Wait a second…..I just described our backyard.
Well, I still think it would be neat if we could all go camping, even if it is just down the road at the lake or river.  Besides, it’s a great excuse to eat hotdogs (you do know what they’re made of, right??) chips and roast marshmallows over an open fire and make s’mores and those disgustingly-sugary-icky campfire cherry pies using that metal sandwich-smooshy-thing that you stick over the fire.
Long term or distant camping trips aren’t that easy to plan around here anyhow with the livestock, so we may as well take advantage of all the beautiful parks and campgrounds in our area.  That way I can still run home for morning and evening barn chores while Rhiannon and Paul stay at the campsite. 
And as an added bonus, I can still take a hot shower and use an indoor toilet!
Told you I was getting soft.   

Saturday, May 7, 2011

Enough Already!

I know there are parts of the country that are in a drought right now, but I’m sorry to say that it doesn’t make my dislike of our area’s almost constant daily rainfall any more palatable.  This is the Ozarks, not Oregon for gawd sakes!
The seedlings that I rushed out to plant two weeks ago are now a sodden, sorry mess.

I suppose I should be glad that I only planted a small percentage of the seedlings, but the ones still sitting on the porch in their little jiffy peat pellet prisons are starting to look like they’ve given up any hope of ever being planted in the ground. 
And the other miscellaneous teeny-tiny seeds I planted directly into the raised beds (like the lettuce and turnips) have been carried away to parts unknown with the constant deluge.  
Although something seemed to like the moisture:
Ain't that weird look'n?
Luckily I took some time yesterday to mow the front lawn.  It wasn’t as dry as I would have liked (because it rained the day before….imagine that), but I figured it was my only chance to do it before we got more rain.  Which, by the way, we got last night.  Oh, and it’s still raining this morning, which is why I’m in the house on the computer complaining about the excessive moisture instead of tending to the animals outside.  But according to the radar (I’m a radar junkie), it should let up shortly and I’ll grab my bag o’ milking stuff, don my muck boots and slosh my way into the muddy poop-soup area formerly known as the goat pen.
As not to be a total pessimist, I suppose I should point out that all this rain should make for a great first-cutting of hay.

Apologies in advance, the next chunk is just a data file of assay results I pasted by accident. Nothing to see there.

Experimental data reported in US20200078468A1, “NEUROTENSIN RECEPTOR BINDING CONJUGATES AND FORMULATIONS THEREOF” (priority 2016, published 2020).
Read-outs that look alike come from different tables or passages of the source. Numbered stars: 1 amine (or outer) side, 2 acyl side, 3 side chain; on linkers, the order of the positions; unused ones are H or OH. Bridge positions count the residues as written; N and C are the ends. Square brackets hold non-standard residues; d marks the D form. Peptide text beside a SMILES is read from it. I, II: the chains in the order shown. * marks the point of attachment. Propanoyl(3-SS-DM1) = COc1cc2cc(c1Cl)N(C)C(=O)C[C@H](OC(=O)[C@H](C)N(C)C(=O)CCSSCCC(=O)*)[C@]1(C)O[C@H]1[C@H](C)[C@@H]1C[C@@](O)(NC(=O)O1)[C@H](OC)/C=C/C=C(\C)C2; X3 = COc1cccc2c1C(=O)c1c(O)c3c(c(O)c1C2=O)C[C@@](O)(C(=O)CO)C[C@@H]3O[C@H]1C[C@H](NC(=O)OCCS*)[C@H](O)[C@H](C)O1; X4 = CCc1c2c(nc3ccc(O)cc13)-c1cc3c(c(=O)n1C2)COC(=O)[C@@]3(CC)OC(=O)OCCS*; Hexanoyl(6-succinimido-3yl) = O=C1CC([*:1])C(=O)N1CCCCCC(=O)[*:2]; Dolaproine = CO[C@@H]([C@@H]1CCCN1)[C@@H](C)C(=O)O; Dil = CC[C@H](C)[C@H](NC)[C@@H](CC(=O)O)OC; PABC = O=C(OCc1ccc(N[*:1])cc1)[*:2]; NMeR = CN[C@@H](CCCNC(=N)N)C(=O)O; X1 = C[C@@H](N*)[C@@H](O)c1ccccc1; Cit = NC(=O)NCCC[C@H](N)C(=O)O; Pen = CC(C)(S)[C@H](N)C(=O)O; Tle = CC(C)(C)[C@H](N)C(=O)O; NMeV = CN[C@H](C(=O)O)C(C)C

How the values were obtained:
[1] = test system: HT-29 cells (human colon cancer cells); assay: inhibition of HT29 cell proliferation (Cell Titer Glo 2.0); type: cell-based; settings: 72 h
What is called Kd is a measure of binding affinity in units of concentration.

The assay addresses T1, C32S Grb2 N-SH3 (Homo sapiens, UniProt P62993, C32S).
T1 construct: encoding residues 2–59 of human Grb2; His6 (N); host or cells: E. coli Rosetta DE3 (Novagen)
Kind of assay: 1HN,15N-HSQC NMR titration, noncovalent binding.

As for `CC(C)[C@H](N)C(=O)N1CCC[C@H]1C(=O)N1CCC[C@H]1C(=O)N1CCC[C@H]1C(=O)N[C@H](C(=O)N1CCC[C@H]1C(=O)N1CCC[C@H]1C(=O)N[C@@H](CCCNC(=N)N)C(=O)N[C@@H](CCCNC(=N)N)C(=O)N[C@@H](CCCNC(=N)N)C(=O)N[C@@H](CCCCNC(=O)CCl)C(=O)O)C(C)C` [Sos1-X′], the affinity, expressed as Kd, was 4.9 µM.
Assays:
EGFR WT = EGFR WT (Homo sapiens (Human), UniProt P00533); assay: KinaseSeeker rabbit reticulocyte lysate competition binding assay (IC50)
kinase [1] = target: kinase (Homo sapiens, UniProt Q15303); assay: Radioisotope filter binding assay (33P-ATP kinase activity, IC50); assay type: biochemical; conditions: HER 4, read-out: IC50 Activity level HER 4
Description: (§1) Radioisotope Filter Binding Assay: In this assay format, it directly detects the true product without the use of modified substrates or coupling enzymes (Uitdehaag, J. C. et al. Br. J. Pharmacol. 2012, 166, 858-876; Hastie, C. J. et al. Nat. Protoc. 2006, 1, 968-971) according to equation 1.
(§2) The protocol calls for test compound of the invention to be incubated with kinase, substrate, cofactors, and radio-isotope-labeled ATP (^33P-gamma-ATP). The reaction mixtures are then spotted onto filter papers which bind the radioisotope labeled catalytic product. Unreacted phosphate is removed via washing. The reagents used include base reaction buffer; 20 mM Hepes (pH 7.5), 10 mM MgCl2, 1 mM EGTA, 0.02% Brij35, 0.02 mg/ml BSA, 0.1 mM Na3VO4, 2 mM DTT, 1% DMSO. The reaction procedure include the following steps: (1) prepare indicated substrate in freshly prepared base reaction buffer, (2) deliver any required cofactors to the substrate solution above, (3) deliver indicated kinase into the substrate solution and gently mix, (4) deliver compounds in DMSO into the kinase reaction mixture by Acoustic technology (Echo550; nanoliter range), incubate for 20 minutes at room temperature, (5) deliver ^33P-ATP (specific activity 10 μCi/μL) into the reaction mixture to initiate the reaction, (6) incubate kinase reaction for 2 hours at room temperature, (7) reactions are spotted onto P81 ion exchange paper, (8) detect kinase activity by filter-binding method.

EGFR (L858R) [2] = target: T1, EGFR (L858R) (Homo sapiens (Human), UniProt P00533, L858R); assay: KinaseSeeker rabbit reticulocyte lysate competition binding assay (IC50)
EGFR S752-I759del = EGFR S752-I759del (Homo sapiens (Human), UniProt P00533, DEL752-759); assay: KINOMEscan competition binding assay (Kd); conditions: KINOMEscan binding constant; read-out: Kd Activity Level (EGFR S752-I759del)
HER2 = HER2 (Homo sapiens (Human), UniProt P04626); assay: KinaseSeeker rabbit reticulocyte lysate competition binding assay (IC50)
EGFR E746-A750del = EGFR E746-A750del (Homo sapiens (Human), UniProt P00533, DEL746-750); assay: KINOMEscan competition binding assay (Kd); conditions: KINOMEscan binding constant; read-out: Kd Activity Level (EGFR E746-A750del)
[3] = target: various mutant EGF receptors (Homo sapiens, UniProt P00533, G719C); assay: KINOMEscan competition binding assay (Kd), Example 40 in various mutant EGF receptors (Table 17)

That is, if they can get it cut, dried and baled……before it rains again.  That’s not pessimism, that’s just being a realist.

Friday, May 6, 2011

Among the (almost) Living

It’s officially been a week since I started feeling sick.  I’m still not quite back to normal, but slowly improving.  And thanks for thinking of me fellow blog-addicts!
I think I may have overdone it this past week and made things worse, but as those of you with farms and livestock are painfully aware of, the animals don’t particularly care if you’re feeling under the weather or if the sheer act of putting your shoes on hurts the top of your feet.  They want their breakfast / lunch / dinner and they will let you know if you are even fifteen nanoseconds late.  And I was very slow, and very late with the distribution of foodstuffs the past four or five days.  The only advantage to my illness is that my head cold has made my hearing less than perfect, which means that I didn’t have to hear the goats screaming that they were hungry and would just keel over, shrivel up and die of starvation if they didn’t get their grain like right now.
Sunday evening, Ishtar decided it was time to go into labor.  Her due date was supposed to be Monday, but I was happy to help out a day earlier as Paul was home and able to take care of Rhiannon while I played goat midwife.  Exhausted as I was, I waited inside for some time before going in to the kidding pen with her.  I had the baby monitor on and was waiting to hear some serious labor grunts before I went into the barn.  But as usual, I ended up going in there a bit early as I still sat in the pen with her a good hour & a half before she kidded.  I don’t know why I get so nervous; it’s not like goats haven’t been having kids on their own for the past millennium or so.